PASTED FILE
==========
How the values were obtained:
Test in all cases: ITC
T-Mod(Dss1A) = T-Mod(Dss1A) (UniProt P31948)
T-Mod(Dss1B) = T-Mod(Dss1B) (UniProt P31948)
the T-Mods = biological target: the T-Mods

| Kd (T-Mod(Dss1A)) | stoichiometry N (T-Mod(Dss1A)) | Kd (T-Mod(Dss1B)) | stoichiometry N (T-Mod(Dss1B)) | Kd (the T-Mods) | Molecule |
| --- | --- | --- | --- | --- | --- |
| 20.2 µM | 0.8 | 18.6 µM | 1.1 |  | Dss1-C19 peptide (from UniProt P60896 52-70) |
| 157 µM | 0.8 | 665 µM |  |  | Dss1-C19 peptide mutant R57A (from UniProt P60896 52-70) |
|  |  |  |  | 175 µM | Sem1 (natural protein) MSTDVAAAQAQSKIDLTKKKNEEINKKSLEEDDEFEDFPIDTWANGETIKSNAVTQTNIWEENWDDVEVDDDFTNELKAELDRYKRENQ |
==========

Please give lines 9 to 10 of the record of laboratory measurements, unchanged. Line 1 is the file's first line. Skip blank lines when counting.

| 157 µM | 0.8 | 665 µM |  |  | Dss1-C19 peptide mutant R57A (from UniProt P60896 52-70) |
|  |  |  |  | 175 µM | Sem1 (natural protein) MSTDVAAAQAQSKIDLTKKKNEEINKKSLEEDDEFEDFPIDTWANGETIKSNAVTQTNIWEENWDDVEVDDDFTNELKAELDRYKRENQ |